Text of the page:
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February 2015

…last 7 years throughout the interview.

Over on DoubleFineProd’s channel, JP LeBreton sits down with John Romero to show him his demake of of Bioshock’s Arcadia level constructed in the Doom 2 engine.

The Short and the Long of It

Bringing us another short and sweet bit of games criticism, Stephen Beirne discusses the ways Final Fantasy VII “relates drama through its broader composition.”

Elsewhere, SF Debris provides a complete playthrough of System Shock 2, but each chapter of the game is broken into two videos: one with commentary from…

Deadly Premonition

…shocking final revelations about Zach’s ‘other’ identity.

“Cinephilia as Characterization”

Drew Byrd, in his blog entry “Deadly Premonition, Mass Effect 3, Bioshock Infinite: Three Choices, or No Choice?” praises the device as a “satisfying middle ground between choice-driven story development and a focused creative vision” when contrasted against other so-called ‘choice based’ narratives, stating that is in an effective mechanism for directly integrating the player into the events of the game world.

Such enthusiasm was shared by Daniel Weissenberger who put together an extensive 11-part series on Deadly Premonition, celebrating it as’s Game of the Year…

June 28th

…our generation who unlocks the artistic potential of videogames as a medium, it will be the next, the one that grows up on BioShock and Noby Noby Boy, the generation who goes into gaming without any preconceived notions about fun.

Until Next Time

That’s it for this week! Remember to send us your crit picks for consideration by email or Twitter mention, and share our stuff on Facebook.

You have a little time left to submit to June’s This Month in Let’s Plays and Blogs of the Round Table.

As always, Critical Distance is completely…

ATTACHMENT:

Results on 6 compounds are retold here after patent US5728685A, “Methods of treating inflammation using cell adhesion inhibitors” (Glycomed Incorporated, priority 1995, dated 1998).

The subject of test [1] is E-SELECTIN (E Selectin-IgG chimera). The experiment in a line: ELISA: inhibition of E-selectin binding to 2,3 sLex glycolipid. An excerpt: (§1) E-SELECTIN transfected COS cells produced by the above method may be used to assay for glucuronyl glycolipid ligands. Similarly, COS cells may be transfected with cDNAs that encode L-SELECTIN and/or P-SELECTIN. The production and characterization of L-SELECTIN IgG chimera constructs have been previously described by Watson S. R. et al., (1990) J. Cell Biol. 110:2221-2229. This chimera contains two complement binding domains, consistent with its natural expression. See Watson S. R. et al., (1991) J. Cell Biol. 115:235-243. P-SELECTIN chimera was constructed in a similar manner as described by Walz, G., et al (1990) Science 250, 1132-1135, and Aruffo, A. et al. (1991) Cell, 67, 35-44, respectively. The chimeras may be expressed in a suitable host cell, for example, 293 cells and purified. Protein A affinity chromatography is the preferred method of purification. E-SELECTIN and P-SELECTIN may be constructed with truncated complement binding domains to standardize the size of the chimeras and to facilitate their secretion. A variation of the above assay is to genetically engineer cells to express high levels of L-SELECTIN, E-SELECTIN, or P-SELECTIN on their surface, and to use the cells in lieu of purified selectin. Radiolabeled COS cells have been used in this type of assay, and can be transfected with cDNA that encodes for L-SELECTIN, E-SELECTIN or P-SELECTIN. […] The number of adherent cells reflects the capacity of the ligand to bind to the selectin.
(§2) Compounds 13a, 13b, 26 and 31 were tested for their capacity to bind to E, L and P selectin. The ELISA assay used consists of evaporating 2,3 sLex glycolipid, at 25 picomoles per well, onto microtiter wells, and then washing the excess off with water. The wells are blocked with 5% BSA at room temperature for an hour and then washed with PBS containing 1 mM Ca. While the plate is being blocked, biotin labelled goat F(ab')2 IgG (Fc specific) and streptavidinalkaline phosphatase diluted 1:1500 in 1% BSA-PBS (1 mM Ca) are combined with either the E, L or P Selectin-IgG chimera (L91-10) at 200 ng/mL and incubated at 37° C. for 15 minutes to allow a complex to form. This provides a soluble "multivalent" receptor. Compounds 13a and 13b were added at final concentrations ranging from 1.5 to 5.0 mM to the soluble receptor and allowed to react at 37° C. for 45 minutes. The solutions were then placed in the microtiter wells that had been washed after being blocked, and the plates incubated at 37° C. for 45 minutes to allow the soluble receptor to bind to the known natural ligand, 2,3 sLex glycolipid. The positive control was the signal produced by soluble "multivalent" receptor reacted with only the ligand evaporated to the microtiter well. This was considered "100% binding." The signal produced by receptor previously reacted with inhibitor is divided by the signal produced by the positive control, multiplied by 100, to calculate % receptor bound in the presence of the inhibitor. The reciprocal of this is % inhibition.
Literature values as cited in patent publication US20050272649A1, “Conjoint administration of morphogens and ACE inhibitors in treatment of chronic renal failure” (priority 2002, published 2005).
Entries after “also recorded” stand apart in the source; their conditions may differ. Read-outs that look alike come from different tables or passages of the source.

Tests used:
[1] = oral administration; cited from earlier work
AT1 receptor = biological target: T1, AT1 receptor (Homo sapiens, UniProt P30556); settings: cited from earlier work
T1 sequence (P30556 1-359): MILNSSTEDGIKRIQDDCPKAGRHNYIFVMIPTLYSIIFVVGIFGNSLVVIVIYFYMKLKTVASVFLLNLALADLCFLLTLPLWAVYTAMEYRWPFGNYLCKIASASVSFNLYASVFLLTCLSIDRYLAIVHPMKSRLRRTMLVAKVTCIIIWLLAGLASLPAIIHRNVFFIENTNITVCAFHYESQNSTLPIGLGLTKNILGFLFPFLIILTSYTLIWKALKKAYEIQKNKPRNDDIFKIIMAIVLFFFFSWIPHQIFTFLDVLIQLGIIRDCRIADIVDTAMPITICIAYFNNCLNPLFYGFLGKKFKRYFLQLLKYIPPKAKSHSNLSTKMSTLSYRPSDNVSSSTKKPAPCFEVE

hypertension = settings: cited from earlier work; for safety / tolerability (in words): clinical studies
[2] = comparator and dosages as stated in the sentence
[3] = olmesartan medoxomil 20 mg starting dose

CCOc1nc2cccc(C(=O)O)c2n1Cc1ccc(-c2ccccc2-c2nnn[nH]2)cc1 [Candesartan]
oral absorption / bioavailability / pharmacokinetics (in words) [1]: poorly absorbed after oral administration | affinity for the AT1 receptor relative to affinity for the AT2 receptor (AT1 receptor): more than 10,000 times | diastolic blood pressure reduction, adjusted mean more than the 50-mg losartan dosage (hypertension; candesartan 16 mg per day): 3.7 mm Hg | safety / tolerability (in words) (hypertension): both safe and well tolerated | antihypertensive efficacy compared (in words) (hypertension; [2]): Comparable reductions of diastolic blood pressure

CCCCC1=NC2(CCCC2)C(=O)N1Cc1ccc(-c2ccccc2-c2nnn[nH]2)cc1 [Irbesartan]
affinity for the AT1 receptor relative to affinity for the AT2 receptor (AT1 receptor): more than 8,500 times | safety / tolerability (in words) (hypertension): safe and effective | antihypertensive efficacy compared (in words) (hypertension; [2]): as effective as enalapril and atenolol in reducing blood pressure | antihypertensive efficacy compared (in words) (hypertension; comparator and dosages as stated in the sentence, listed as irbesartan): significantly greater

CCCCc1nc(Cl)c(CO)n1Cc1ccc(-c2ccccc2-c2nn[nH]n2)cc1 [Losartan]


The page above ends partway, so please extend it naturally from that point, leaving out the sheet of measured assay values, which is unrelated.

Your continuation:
July 2015

…with developers Steve Gaynor and Karla Zimonja. In addition to making sure Wallace didn’t miss any special gems, Gaynor and Zimonja discuss their design choices, where specific content came from, and other interesting tidbits about their creation process.

Elsewhere, Chris Franklin of Errant Signal analyzes The Magic Circle, a game aptly described as a game about game developers. Operating perhaps as an open letter to the game’s industry, Franklin notes that perhaps the games creators — alumni of Bioshock and Dishonored — have some “battle stories to tell” with this game.

Due Diligence

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October 25th

…in the other position of trying to minimize tension in an inherently tense situation.

Our very own Riley MacLeod contributes to The Ontological Geek’s series on mental health in gaming with this article on Bioshock Infinite and traumatic feedback loops (Content warning: PTSD). MacLeod summarizes the struggle both the protagonist and villain suffer as a self-perpetuating cycle:

Neither Comstock nor Booker are good men. They’ve done terrible things, and they deal with their pasts by continuing to do terrible things, to other people and to themselves. For both of them, trauma and their responses become a…